Nigeria is 54 years old today. Opinions have been split on whether it calls for celebration or not. I’m completely indifferent about birthday’s and celebrations so my opinion is divided on that. However, it is instructive to lay the facts bare.
54 years after, Nigeria remains an unfulfilled potential. Largely dependent on oil, declining educational system, increasing unemployment, neck deep in corruption. Constant electricity remains a dream.
On the other hand, our electioneering has really improved in recent times, railways are gradually being eased back to the society, mortality rate has improved from 47 years to 52 years. We have continued to remain relevant in the world of sports. Our agriculture has improved tremendously and as a result, food importation has reduced significantly. While Nigeria is not at the global level technologically, we are making giant strides, at least in the software development sector. A significant number of government activities have been automated in a bid to end bureaucracy, ensure transparency and curb corruption. One big beneficiary can be found in our ports: the automation has ensured goods are cleared on time and that has translated to a lot more revenue for the government.
I think Nigeria is in a very delicate situation. Leadership, it is said, is a reflection of her followers. So while it is easy to point hands at the leaders as responsible for our failures, it is difficult to see how many followers would have done any better. Nigeria is currently headed in the wrong direction. It is difficult to see us making a U-turn any time soon. I have thought endlessly of concrete steps that can be taken to improve our situation. Major problem has been itemizing and prioritizing them. I will trying doing so over the next 30 days.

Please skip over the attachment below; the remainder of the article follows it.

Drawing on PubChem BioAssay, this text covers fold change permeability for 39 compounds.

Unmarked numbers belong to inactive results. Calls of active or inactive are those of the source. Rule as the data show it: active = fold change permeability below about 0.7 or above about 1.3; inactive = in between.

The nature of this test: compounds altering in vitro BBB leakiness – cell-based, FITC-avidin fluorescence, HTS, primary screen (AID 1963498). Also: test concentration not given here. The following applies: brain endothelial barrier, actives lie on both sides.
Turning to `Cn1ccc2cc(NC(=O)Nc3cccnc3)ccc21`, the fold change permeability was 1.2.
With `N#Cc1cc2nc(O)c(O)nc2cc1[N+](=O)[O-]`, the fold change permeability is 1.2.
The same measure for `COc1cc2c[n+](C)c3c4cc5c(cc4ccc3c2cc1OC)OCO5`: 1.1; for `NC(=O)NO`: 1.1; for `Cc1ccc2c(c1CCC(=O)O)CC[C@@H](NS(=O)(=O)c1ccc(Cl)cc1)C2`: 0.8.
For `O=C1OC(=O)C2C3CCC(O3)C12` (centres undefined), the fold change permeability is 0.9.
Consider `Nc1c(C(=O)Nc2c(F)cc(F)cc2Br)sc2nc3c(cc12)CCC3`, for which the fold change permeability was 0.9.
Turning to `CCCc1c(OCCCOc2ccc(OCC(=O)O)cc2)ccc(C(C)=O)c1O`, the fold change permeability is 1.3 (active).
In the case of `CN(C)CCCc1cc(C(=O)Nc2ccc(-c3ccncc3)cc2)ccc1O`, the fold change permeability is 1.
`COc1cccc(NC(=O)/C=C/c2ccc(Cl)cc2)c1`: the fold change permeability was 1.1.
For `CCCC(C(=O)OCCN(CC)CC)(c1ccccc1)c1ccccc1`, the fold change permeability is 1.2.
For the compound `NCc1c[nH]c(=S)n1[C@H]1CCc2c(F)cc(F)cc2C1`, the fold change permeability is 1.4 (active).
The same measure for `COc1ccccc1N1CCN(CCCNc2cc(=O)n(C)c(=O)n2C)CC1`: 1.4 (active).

For Nigeria to attempt to head in the right direction, our cost of governance must be cut. I would recommend as high as 60%. Money is the attraction of politics in Nigeria and that’s why semi-educated people who have enough money to fund campaigns (and bribe their way through) are in power today. I believe that once that money is taken out the picture, only people with genuine interest in service will step forward.
I find it difficult to take any public office holder serious with the amount of money they earn. It’s absolutely ridiculous. I can’t reconcile their earnings and the fact that they are in office for service.
I belong to the school of thought that all public office holders should have their children school in the country. May I add also, they must get all their medical welfare taken care of right here in Nigeria.
After deep thought, I feel electricity should the first thing any serious thinking government should tackle head-on. It’s a little bewildering that we haven’t been able to get electricity right in this country. The problems electricity will solve in this country are endless: manufacturing, telecoms, small and medium scale enterprises, education, health care. I know you can add more to the list.
What problems do you think electricity could solve in Nigeria? DO you think electricity is not of utmost priority right now? What do you think takes precedence?